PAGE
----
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Thursday, December 13 , 2018, 5:58 am | Fair 43º


Sheriff Says No Credible Threat to San Marcos High School After ‘Unusual’ Online Posts

Deputies talk to student responsible for posts, determine there was no intent for violence and the concerns are the result of a 'misunderstanding'

Authorities said Tuesday that a perceived threat directed at San Marcos High School was a misunderstanding after a student posted some “creepy” videos and entries on Instagram the night before.

The posts had been widely shared by Tuesday morning, causing some parents to pull their students out of school.

Classes were in session, however, and authorities quickly announced that there was “no credible threat” from the posts. That didn’t stop fear and rumors from circulating for hours around the campus at 4750 Hollister Ave.

Santa Barbara County sheriff’s deputies were on campus investigating, and they located the San Marcos High student responsible for the posts around 9:30 a.m.

“After speaking with the student who is responsible for the posts on Instagram, it was determined that no crime had been committed and it was a misunderstanding,” sheriff’s spokeswoman Kelly Hoover said Tuesday afternoon.

The boy was trying to be “creative,” she said, and authorities think he didn’t have malicious intent to cause panic or commit violence.

Hoover said the student’s name and age are not being released since he is a juvenile and isn’t being charged with any crime.

The boy posted a series of videos on Instagram on Monday night with visuals of students walking on campus and “some dark music mixed with editing effects that made it come across a little creepy,” Hoover said.

The student also posted a photo of a dove with “RIP” on it, and the combination was concerning to a lot of people, Hoover noted.

“It was his attempt at being creative and to some degree just poor judgment,” she said.

“Social media is very powerful, and once you post something, you can’t take it back. You really have to be mindful of what you’re posting and the realization it can be shared — and to make sure it’s not something that can be misconstrued, especially in this day and age when we’re seeing so many school shootings and everyone’s on edge.”

The posts had been taken down as of Tuesday afternoon.

“It’s every parent’s worst nightmare,” Hoover said. “Even the hint that there could be a school shooting at one of our schools can create panic.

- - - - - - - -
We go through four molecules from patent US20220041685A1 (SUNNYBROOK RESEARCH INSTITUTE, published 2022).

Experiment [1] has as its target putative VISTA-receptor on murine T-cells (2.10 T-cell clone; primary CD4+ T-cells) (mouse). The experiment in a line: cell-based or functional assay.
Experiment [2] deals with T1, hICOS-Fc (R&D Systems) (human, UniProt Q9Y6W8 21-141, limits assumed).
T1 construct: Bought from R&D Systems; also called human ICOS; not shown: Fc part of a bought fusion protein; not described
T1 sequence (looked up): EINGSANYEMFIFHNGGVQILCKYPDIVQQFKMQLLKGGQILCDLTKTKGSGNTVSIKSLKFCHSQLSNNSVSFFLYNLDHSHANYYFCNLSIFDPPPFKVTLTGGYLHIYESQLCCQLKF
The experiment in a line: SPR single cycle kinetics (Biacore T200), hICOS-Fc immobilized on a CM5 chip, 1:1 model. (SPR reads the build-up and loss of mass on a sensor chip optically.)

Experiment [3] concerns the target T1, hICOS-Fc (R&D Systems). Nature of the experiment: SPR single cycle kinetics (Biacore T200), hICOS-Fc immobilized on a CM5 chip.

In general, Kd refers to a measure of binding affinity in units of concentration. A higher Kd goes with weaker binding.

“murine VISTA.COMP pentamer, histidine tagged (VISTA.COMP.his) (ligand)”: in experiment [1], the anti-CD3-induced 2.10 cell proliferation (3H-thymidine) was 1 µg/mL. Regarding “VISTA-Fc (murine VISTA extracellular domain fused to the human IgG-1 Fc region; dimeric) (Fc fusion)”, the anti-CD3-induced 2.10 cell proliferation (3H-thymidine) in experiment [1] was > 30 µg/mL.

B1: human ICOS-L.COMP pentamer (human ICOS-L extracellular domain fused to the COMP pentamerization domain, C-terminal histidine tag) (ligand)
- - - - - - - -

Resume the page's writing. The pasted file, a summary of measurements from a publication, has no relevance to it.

“The student was being creative and not truly realizing the impact of what he was posting, and it snowballed very quickly into being a frightening situation for parents, students, faculty and anyone who heard about it.”

School was in session Tuesday and had normal enrollment when class started, but parents were coming by the attendance office to pick up their children, said Barbara Keyani, spokeswoman for the Santa Barbara Unified School District.

“Some parents are concerned and checking their students out, even though we are informing them there’s no credible threat,” she said. “They’re anxious about this.”

News of the Instagram posts spread through social media Monday night and early Tuesday. The school district issued an all-schools message about the incident at 8:25 a.m., and a recorded phone call message was delivered to San Marcos High families between 8:30 and 9 a.m., after school started.

“Students shared the video and warned their friends to not go to school,”​ reported The King’s Page, the San Marcos High School news organization.

Videos were posted shortly after midnight Tuesday and ​ASB President Chris Anderson told school administrators early Tuesday morning, reported The King’s Page.

At 9:35 a.m., the Sheriff’s Department reported that deputies had located the student responsible for the posts and were investigating, with no perceived threat of violence to the school.

“The Sheriff’s Office wants to take this opportunity to commend those individuals who promptly reported the suspicious posts which helped lead to a quick resolution,”​ the department said in a statement. Having a school resource deputy on campus who knows the students is “extremely beneficial during an incident,” it said.

Students have midterm exams this week, some parents told Noozhawk.

“The safety of our students and staff is the No. 1 priority of our schools, and we will continue to remain vigilant,” the school district said in a statement. 

“We remain in close contact with law enforcement,” San Marcos High officials posted on the school’s Facebook page.

Noozhawk managing editor Giana Magnoli can be reached at .(JavaScript must be enabled to view this email address). Follow Noozhawk on Twitter: @noozhawk, @NoozhawkNews and @NoozhawkBiz. Connect with Noozhawk on Facebook.

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